The Santa Fe Trail
In the spring or early summer of 1819 Joe Walker went to the Missouri frontier. One of Joseph’s favorite memories of these days was his ride on the first steamboat to come up the river, the steamer Independence. In September of that year the family left Tennessee for Missouri. In addition to Joseph and his brother Joel, the group included their younger brother “Big John”, their sister Jane and her husband Abraham McClellan, and their two sons, a widowed cousin Annis Carrick and her two children, and a slave named Hardy.
The Walkers headed for the westernmost point in the country, Fort Osage. When they finally selected and occupied a piece of land west of the government post, it is likely that they became in 1819 what their grandparents had been in 1733 – that is, the most westerly permanent settlers of the United States. In fact, they were several miles beyond the point where the United States government officially thought any of it’s citizens should or could reside.
In the spring, after completing the building of a cabin and fencing some stump filled fields, they put in a crop of corn, planted the apple trees they brought from Tennessee, and set up a smithshop. Having established this base, and done their part in providing for the women Joe and Joel Walker left the family in the charge of Abraham McClellan and their younger brother Big John. They set off to take a look much further West.
In 1820 Joe and Joel set out on what was to become the Sante Fe Trail. The expedition was set upon by the Spanish military in New Mexico and they briefly became prisoners in Sante Fe. These men became known as the Taos Trappers.
Washington Irving provided the first publication regarding Joseph Walker, describing him as “strong built, dark complexioned, brave in spirit, though mild in manners. He had been among the earliest adventurers to Santa Fe, where he went to trap beaver, and was taken by the Spaniards. Being liberated, he engaged with the Spaniards and the Sioux Indians in a war against the Pawnees…”
Joseph spent the next 4 years trapping beaver and living on the upper Arkansas River netting as much as $30,000 per season. In 1825 he returned to to the family holdings in Missouri.
In March of 1825 President James Monroe got congress to put up $30,000 to survey and establish the Sante Fe Trail. Joseph Walker and his younger brother “Big John” got two of these “lucrative” jobs. The positions paid $20/mo. Bill Williams one of the west’s famous mountain men, was recommended by Joseph and hired for the task of interpreter as well.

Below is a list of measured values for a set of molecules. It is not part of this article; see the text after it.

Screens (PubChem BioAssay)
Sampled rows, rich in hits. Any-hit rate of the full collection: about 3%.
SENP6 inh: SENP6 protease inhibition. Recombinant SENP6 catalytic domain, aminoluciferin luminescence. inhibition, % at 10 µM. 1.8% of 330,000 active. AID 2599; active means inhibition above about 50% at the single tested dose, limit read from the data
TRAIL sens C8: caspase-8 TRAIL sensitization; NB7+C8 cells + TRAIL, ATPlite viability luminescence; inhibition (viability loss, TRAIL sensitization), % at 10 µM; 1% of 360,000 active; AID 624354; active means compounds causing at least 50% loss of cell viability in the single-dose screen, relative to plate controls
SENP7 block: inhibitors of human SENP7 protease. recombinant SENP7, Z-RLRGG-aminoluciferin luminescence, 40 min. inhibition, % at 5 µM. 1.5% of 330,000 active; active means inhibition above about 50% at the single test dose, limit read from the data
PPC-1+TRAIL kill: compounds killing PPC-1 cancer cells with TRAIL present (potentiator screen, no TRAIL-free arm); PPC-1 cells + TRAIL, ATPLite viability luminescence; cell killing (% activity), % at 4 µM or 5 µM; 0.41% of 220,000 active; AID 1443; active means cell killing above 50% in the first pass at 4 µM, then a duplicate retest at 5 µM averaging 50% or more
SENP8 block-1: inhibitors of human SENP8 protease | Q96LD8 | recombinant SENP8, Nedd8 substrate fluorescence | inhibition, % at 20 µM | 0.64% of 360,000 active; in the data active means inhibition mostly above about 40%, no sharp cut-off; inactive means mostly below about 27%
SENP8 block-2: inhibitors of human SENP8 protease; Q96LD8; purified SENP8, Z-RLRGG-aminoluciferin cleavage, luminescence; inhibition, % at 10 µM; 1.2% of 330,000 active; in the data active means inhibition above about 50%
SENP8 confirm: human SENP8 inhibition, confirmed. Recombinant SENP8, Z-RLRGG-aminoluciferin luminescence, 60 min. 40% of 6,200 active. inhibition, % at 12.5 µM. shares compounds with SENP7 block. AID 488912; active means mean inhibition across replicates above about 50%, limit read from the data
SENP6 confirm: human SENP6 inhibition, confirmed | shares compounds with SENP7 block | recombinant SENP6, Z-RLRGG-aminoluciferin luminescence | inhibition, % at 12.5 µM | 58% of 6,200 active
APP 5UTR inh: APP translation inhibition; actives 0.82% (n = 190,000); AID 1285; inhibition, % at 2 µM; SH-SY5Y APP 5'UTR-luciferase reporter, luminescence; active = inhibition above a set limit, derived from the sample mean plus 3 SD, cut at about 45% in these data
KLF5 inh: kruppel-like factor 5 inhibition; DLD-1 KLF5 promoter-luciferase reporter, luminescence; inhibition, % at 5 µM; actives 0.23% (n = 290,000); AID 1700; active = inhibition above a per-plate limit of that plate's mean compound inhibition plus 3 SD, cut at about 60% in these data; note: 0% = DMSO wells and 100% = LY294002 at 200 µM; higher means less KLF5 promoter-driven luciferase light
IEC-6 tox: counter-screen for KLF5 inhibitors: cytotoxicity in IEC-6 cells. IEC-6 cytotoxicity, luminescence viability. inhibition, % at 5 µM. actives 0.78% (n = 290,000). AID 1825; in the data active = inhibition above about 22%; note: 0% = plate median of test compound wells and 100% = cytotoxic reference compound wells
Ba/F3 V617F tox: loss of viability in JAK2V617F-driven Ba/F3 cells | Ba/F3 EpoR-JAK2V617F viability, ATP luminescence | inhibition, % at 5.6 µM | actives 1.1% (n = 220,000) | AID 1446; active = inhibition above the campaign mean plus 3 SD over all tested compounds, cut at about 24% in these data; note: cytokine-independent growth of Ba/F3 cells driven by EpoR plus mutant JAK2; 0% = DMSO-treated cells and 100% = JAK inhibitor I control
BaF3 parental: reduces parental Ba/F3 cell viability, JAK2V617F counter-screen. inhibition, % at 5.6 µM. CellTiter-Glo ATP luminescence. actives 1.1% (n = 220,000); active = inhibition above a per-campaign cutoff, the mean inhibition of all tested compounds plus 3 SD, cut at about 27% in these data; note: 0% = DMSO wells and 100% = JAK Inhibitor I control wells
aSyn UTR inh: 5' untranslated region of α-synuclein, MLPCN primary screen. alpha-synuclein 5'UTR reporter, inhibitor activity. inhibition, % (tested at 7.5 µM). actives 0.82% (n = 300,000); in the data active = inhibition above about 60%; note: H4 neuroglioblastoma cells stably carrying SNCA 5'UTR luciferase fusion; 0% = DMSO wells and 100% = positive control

On the Neosho River, 150 miles from fort Osage, Bill Williams and Joseph Walker negotiated with fifty of the principal Osage chiefs and warriors. After 4 days of talks and $800 worth of trade goods a treaty was reached with the Osage who agreed to let the trail pass through their territories and never thereafter to molest any white travelers or merchants who might use it.
The only thing Joseph Walker would say about his pioneering of the Sante Fe Trail was that at least they “broke the crust”.
Sheriff of Jackson County Missouri
In May of 1827 at the urging of Abraham McClellan, the head of the clan as far as the settlement business was concerned, Joseph Walker became the newly organized counties first sheriff.
In 1825 a treaty with the Osage Indians opened up the land west of Fort Osage. Abraham McClellan, his son Mike, along with Joseph, Joel and John Walker, as well as Annis Carrick filed land claims, collectively taking up about 1500 acres of the best land. Joel married shortly thereafter and had a son and subsequently settled down and stayed on the farm. Three years later the town of Independence Mo. was founded.
In 1827 Joel Walker became the first justice of the peace, appointed by the Governor and his brother Joseph became the first sheriff. The initial circuit court was held in the oldest house in Independence, which had been built by Joel Walker.